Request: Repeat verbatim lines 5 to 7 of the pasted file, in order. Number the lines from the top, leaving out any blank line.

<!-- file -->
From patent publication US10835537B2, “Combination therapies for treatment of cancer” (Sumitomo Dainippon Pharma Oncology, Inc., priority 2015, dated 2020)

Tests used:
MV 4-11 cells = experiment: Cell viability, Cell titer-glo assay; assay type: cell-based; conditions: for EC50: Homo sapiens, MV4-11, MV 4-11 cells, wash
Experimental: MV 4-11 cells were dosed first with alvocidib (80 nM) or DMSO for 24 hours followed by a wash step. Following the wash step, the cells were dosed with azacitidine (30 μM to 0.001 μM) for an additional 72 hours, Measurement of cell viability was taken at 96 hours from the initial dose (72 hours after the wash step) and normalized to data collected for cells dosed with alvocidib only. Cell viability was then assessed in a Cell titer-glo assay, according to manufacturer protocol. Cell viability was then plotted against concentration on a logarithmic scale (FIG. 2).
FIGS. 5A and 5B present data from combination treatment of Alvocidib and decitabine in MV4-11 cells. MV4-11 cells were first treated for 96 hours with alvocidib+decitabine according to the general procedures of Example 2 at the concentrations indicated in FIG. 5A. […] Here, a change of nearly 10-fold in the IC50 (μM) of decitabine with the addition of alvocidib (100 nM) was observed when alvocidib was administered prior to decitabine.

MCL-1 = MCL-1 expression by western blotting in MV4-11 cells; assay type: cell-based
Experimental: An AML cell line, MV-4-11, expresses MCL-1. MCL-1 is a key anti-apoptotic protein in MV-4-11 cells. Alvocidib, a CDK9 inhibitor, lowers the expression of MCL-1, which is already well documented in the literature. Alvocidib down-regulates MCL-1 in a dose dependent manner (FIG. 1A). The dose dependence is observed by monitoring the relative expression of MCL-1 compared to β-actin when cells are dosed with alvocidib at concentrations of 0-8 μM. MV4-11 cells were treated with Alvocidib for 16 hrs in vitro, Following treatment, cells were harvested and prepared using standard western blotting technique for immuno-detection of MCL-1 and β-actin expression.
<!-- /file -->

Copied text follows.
FIGS. 5A and 5B present data from combination treatment of Alvocidib and decitabine in MV4-11 cells. MV4-11 cells were first treated for 96 hours with alvocidib+decitabine according to the general procedures of Example 2 at the concentrations indicated in FIG. 5A. […] Here, a change of nearly 10-fold in the IC50 (μM) of decitabine with the addition of alvocidib (100 nM) was observed when alvocidib was administered prior to decitabine.

MCL-1 = MCL-1 expression by western blotting in MV4-11 cells; assay type: cell-based
Experimental: An AML cell line, MV-4-11, expresses MCL-1. MCL-1 is a key anti-apoptotic protein in MV-4-11 cells. Alvocidib, a CDK9 inhibitor, lowers the expression of MCL-1, which is already well documented in the literature. Alvocidib down-regulates MCL-1 in a dose dependent manner (FIG. 1A). The dose dependence is observed by monitoring the relative expression of MCL-1 compared to β-actin when cells are dosed with alvocidib at concentrations of 0-8 μM. MV4-11 cells were treated with Alvocidib for 16 hrs in vitro, Following treatment, cells were harvested and prepared using standard western blotting technique for immuno-detection of MCL-1 and β-actin expression.